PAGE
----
Since February, it has been possible for vaccinated travellers from any foreign country to enter Georgia without the need to self-isolate, if they have evidence they’ve received both doses of the vaccine.
Greece is set to reopen for tourists from May 14, provided travellers are fully vaccinated, or they can present a negative Covid-19 PCR test result, or evidence that they have antibodies to the virus.
Greece will also test-run the reopening of its borders in April, with a pilot programme for travellers from the European Union and certain countries where the vaccination process has progressed (such as Israel).
Holidaymakers will need to wear masks in public, and may be subject to Covid-tests.
Travellers need to present paper or electronic vaccine passports – there are list of accepted documents on the Directorate of Health website.
The authorities will also accept certificates that show proof of previous Covid-19 infection, so those with antibodies will also be free to enter without restrictions.
Vaccinated travellers from all over the world can skip quarantine when they arrive in Lebanon – but they still need to present a negative PCR test taken within 96 hours before their flight departs, and to take a second test when they land in Beirut.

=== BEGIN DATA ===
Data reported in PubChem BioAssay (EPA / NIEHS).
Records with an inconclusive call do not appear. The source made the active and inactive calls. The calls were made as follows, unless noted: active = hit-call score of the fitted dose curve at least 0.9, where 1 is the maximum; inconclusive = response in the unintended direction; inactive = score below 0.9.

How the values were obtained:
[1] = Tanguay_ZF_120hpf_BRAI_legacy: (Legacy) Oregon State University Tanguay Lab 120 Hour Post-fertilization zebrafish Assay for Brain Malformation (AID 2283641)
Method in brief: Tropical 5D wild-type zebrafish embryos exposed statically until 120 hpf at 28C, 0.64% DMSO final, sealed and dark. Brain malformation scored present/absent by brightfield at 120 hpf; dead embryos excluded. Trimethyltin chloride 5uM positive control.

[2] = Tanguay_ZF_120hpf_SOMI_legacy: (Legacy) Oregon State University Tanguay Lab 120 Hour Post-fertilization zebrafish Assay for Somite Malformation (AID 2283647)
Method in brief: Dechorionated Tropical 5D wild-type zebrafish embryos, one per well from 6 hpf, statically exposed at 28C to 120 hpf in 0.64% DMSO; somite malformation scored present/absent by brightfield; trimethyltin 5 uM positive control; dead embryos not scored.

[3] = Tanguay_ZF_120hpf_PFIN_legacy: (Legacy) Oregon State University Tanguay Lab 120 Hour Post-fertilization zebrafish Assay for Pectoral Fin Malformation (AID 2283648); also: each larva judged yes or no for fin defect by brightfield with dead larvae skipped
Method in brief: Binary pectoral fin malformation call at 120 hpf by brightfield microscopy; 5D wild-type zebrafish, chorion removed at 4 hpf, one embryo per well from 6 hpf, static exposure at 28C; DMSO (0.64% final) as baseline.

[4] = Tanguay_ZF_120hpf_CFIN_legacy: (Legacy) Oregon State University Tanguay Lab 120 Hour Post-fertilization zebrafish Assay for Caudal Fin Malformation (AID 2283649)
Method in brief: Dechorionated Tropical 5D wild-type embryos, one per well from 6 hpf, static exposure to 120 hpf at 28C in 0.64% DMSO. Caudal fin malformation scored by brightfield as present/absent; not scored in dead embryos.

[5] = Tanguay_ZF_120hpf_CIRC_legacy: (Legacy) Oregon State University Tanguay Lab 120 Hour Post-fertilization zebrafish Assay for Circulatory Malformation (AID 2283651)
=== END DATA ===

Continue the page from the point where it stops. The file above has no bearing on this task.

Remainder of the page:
Both fully vaccinated travellers and those who can prove they have had Covid-19 and recovered in the past 90 days can travel restriction-free to the archipelago. Before they travel, they will need to submit documents in English to madeirasafe.com.
Poland’s mandatory ten-day quarantine won’t apply to travellers who have had the vaccine. The nation is also already allowing visitors to skip quarantine if they can present a negative test certificate issued within 48 before they crossed the border into Poland (these can be either PCR or lateral flow antigen tests).
Vaccinated travellers who complete their doses two weeks before travelling can travel to Seychelles quarantine-free. Meanwhile, children and infants need to have a negative PCR test certificate (this will be very off-putting for families as it is almost impossible to do a nasal/throat swab or saliva test on a young child).